Dear Foodie: Olive Oil vs Canola Oil

Dear Foodie,

I have been hearing a lot lately about the merits of olive oil versus canola oil in particular. It appears from my quick review that canola is cheaper though the health benefits of the Mediterranean Diet make me choose from the myriad of olive oil choices. What am I to do?

olive_oil
Dear Olive,

Let’s leave the merits of diet theories alone and as the subject of another Dear Foodie column. Likewise, we’ll leave alone discussion of the current corporate advertising mentality that makes you think that if they slap an Italian sounding name on the label, you will be repaid with immortality that just might include having your lover regularly slap you on the rump with that “come hither” look. But, let’s get real.

Take a gander at www.ehow.com which has some pretty good educational materials on the choice between olive and canola oils. In a bit of history, our grandmothers used lard to fry up a batch of just about anything and most of us grew up with salad dressings that were heavy and mayo based. Butter was widely spread on anything that was displayed on a plate (as well as many other uses that I fear to even imagine that don’t fit on a plate.) Then we got enlightened. Heart and vascular health took center stage and cancer prevention has been linked increasingly to diet. With timing being everything, the olive oil industry stepped into the breech just as we turned our attention to healthy eating.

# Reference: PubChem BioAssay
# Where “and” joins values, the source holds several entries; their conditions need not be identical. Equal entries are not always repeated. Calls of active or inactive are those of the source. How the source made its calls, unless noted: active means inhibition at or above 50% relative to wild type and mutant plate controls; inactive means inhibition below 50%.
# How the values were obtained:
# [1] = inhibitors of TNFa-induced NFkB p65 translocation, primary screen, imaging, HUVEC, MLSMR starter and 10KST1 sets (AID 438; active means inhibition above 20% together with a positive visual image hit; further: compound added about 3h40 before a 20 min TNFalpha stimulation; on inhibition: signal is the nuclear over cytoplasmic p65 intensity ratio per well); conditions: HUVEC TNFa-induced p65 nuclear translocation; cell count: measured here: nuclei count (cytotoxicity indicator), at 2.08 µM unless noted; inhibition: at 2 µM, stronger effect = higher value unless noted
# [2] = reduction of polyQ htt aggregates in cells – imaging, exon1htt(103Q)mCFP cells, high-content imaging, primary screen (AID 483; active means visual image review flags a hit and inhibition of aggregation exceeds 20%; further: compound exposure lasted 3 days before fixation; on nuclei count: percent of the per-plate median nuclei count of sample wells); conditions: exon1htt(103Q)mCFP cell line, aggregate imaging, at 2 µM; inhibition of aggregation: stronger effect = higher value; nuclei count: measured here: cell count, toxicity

The bottom line is as you can imagine about as clear as mud. But, this much appears to be the case according to the wise ones at ehow.com and other places. Canola oil is high in Omega 3 (note how much “Omega 3” makes you think you are drinking the elixir of a Greek God) and combats heart disease. According to some scientists, canola is actually lower in the bad saturated fat. Canola has gotten an unfair rap due to its relationship to grapeseed and the ability to turn it into pesticides. Scientists say this is not the case. It does appear from Dear Foodie’s research that canola oil appears to go through a bit more processing than does olive oil.

Olive oil of course appears as innocent as an olive falling off a tree into your mouth. You savor and suck it dry while lounging overlooking the Mediterranean Sea. You suddenly enjoy better health than if you spent a year at the Canyon Ranch Spa in Tucson. It also goes after heart disease and colon cancer.

Canola is likely cheaper than Olive oil and you don’t have to contemplate the next question: regular, virgin or extra virgin olive oil and all the images that conjures up! But, olive oil tastes better and it appears a little less processed. But, go ahead make your choice. Maybe that choice is to cook with canola but spread olive oil on salads for better taste.